PUT IN YOUR PT

We’ve all seen that kind of martial artist, you know, the one that gases out right away and couldn’t do 20 sit-ups if their life depended on it. The kind that makes excuses for their lack of fitness.

Let’s be real. If you’re not suffering an injury or from a disability or you’re just old, then you should be physically fit as a martial artist.

Have you ever sparred or fought a young, healthy and muscular person? Chances are that if you have you may have noticed that despite the skill level of that person, their physical fitness alone can make them a formidable opponent.

I’ve known quite a few people who are in the military and they all tell me horror stories about the PT they’ve been forced though. Some of them even said that basic training is more PT then it is anything else. I guess that goes to show you that having a strong body is the basic requirement of a warrior and should never be neglected.

My sensei used to tell me that without physical conditioning your technique will be weak and ineffective, and I know he is right. However, it wasn’t until I got my butt kicked sparring a man much stronger then me that I really took his advice to heart.

I felt powerless against that guy. I’m confidence when it comes to sparring but this guy humbled me and I guess that was what I needed to happen so that I would listen to good advice. That sparring match made me realize I had been neglecting my physical conditioning.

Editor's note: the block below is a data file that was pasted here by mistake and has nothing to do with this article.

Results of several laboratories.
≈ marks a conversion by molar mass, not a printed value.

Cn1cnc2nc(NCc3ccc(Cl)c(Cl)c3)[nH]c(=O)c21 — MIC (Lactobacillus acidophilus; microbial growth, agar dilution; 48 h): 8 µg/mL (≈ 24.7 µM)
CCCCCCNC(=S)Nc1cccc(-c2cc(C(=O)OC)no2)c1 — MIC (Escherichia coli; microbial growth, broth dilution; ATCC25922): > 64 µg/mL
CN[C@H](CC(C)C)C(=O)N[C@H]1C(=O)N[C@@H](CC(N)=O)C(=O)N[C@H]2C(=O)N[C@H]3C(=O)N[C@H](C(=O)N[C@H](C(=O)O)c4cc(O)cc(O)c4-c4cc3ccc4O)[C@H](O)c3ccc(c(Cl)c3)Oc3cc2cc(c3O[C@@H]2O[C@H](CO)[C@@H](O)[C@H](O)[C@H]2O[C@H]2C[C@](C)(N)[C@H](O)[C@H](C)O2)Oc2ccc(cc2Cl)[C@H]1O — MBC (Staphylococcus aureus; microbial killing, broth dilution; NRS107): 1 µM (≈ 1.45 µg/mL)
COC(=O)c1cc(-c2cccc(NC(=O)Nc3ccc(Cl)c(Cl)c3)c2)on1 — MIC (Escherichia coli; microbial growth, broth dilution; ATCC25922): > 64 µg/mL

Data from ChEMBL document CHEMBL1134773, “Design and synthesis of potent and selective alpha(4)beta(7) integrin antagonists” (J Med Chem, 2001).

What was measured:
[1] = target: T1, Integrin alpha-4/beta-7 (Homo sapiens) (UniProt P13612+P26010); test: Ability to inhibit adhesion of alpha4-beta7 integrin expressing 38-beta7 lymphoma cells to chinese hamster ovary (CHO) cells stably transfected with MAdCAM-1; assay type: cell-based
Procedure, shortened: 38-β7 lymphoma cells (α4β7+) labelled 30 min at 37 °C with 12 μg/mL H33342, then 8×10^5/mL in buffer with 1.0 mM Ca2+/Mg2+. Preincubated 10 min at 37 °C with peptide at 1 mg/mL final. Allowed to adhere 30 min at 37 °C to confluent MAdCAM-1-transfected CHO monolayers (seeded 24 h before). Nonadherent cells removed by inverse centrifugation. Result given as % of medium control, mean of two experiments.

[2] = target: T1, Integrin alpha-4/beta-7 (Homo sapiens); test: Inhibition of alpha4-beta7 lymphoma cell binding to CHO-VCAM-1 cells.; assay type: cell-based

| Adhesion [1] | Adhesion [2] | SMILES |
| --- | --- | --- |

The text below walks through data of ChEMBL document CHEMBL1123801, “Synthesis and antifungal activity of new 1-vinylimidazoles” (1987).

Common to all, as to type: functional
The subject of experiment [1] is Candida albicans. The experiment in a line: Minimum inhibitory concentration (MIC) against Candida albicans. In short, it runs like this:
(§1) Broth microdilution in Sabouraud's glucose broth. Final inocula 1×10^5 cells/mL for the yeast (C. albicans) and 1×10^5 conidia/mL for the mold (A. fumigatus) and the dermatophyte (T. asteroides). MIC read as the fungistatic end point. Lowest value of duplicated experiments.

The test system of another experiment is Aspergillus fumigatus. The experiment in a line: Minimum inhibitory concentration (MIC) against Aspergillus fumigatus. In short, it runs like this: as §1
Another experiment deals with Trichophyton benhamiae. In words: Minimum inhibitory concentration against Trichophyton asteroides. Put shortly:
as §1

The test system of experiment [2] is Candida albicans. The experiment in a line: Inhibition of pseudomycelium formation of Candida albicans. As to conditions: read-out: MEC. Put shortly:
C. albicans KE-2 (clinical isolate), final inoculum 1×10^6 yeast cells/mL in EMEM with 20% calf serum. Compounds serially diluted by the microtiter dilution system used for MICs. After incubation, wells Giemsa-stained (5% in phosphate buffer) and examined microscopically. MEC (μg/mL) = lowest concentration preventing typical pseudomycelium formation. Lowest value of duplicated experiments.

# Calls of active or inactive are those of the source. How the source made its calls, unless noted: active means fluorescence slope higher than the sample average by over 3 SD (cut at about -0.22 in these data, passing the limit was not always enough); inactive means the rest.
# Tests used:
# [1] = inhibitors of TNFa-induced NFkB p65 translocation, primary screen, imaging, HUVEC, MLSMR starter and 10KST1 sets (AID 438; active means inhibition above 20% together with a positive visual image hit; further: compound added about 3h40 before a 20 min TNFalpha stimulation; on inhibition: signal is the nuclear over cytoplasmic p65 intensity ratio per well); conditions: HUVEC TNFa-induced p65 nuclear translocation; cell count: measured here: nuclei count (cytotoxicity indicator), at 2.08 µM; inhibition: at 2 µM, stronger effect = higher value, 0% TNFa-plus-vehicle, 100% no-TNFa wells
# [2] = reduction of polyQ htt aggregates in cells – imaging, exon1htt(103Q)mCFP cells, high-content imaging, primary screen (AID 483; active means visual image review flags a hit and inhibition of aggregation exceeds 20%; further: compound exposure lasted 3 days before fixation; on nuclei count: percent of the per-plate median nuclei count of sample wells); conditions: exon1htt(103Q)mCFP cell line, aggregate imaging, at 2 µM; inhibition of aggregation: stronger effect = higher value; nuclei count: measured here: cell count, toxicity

My neck was sore for a week and I couldn’t turn my head to the right without pain. I spent that week looking like an idiot having to turn my whole body to interact with anyone on my right side because I couldn’t turn my neck. All that guy had to do was grab me and the fight was his. I don’t want to imagine what would’ve happened if he had hit me with all of his strength.

So don’t fool yourself into thinking that you can get away with not doing your PT, or you could end up being dealt a tough slice of reality like I was.

Fighting is unpredictable and I’m not undermining the importance of good technique. What I’m trying to impress upon the reader is that technique alone is not enough to be a good martial artist. There should be a balance of technique and physical fitness.

I take my PT more seriously now. I see stretching and PT as a rite of passage that earns you the privilege of practicing technique. And by doing so, my technique hasn’t become weaker because I’m using more training time for stretching and PT. In fact, my technique has only improved now that my body is being strengthened.

The primary weapon of the martial artist is his or her own body. Just as a samurai sharpens his sword to ensure his blade will cut effortlessly, so should you strengthen your body as if it were your sword.

Going out onto the battlefield with a low quality sword that is brittle and weak is a sure way to get killed. Likewise, going into a fight with a weak and brittle body is a sure way to be defeated or injured or even killed.

Strengthen your body as you would sharpen your blade for battle, and your tools will not fail you in your time of need. Put in your PT.

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